Still a hundred years after its formation quantum physics offers abundant grounds for confusion among non-physicists – and sometimes even physicists. To understand it with our common sense proves practically impossible. The nature of the quantum objects with properties such as wave-particle dualism, superpositions of distinctly different states, measurements depending on the observer, […]
Still a hundred years after its formation quantum physics offers abundant grounds for confusion among non-physicists – and sometimes even physicists. To understand it with our common sense proves practically impossible. The nature of the quantum objects with properties such as wave-particle dualism, superpositions of distinctly different states, measurements depending on the observer, timeless decay of the wave functions, and the spooky entanglement of distant particles are difficult to integrate with our intuitive conceptions and the philosophical concepts of our thinking.
Thus its lack of intuitive accessibility also leads to quantum physics being abused for all kinds of esoteric quackery: We then hear of “quantum healing”, “quantum feng shui”, “spiritual quantum resonance”, and other nonsense that esoterics like to associate with “quantum”, happily concluding that when quantum physics makes bizarre sounding statements, everything bizarrely sounding must also belong to quantum physics. And once in a while quantum serves as a substantiation of a much desired deeper interrelation between mind and matter, as in the latest book by the grandson of Thomas Mann, the psychologist and theologian Frido Mann, and his wife Christine Mann, Werner Heisenberg’s daughter and psychologist as well (“Es werde Licht” (German), S. Fischer Publishing, 2017).
But quantum physics has long been a concrete part of our lives. Each electronical device, all digital technologies, lasers, mobile phones, satellites, televisions, radio, as well as modern chemistry and medical diagnostics are based on it. We rely on its laws every day when we get into a car (and rely on its electronics) start up the computer (which consists of integrated circuits, i.e. electronics based on quantum phenomena), listen to music (to be read CDs rely on lasers, a pure quantum phenomenon), get an X-ray or MRI, or when we communicate via our mobile phone (which is also full of microelectronics). And, last but not least, all nuclear technology is based on it: the very first technical application of the new quantum theory was at the same time the most terrible weapon ever used, the atomic bomb. We can easily assert that quantum theory has been the most influential theory of the twentieth century.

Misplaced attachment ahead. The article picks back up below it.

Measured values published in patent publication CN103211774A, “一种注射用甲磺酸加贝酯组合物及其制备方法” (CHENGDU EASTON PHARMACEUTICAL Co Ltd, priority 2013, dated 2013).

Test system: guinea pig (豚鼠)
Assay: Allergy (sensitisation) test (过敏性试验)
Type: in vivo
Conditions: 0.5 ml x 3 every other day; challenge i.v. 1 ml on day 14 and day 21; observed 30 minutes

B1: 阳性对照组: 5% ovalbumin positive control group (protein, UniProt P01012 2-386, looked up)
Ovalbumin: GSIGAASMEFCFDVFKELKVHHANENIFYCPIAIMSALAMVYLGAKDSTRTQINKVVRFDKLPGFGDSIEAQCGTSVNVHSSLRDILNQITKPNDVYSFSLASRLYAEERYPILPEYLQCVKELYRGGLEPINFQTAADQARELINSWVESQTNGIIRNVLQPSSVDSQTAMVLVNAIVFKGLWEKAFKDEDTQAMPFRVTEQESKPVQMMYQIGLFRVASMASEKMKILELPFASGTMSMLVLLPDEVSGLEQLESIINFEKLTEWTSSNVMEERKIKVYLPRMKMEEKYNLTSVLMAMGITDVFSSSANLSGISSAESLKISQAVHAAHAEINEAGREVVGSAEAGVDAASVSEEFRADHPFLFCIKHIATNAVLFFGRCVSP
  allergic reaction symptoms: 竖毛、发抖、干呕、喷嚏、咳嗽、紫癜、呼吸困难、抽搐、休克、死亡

And it could equally shape the 21st century. For quantum physics has by no means exhausted its technological potential. On the contrary, to this day we are constantly witnessing surprises and news in its field, and at regular intervals we are experiencing technological innovations based on quantum effects. Examples are the high-temperature superconductors discovered in 1986 (Nobel prize 1987), the quantum Hall effect discovered in the 1980s and 1990s (Nobel prize 1987 and 1998), LED light (Nobel prize 2014), quantum cryptology developed only in the last few years (Nobel prize 2012), as well as new “wonder materials” such as “graphene” (Nobel prize 2010), on which a much more powerful electronics could be built upon in the future.